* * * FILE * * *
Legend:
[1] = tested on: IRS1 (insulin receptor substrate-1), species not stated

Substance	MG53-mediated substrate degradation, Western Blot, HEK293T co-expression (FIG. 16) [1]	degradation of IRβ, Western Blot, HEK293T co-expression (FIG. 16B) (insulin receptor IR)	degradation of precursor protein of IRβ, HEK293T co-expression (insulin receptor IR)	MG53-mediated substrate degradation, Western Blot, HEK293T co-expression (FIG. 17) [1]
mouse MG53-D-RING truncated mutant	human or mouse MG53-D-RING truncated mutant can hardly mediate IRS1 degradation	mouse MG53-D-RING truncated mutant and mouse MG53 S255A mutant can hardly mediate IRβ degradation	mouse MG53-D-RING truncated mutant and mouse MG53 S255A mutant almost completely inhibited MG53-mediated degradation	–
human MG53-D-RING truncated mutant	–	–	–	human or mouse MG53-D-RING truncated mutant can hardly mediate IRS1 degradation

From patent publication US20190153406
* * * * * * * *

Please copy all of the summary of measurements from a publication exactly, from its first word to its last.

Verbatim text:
Legend:
[1] = tested on: IRS1 (insulin receptor substrate-1), species not stated

Substance	MG53-mediated substrate degradation, Western Blot, HEK293T co-expression (FIG. 16) [1]	degradation of IRβ, Western Blot, HEK293T co-expression (FIG. 16B) (insulin receptor IR)	degradation of precursor protein of IRβ, HEK293T co-expression (insulin receptor IR)	MG53-mediated substrate degradation, Western Blot, HEK293T co-expression (FIG. 17) [1]
mouse MG53-D-RING truncated mutant	human or mouse MG53-D-RING truncated mutant can hardly mediate IRS1 degradation	mouse MG53-D-RING truncated mutant and mouse MG53 S255A mutant can hardly mediate IRβ degradation	mouse MG53-D-RING truncated mutant and mouse MG53 S255A mutant almost completely inhibited MG53-mediated degradation	–
human MG53-D-RING truncated mutant	–	–	–	human or mouse MG53-D-RING truncated mutant can hardly mediate IRS1 degradation

From patent publication US20190153406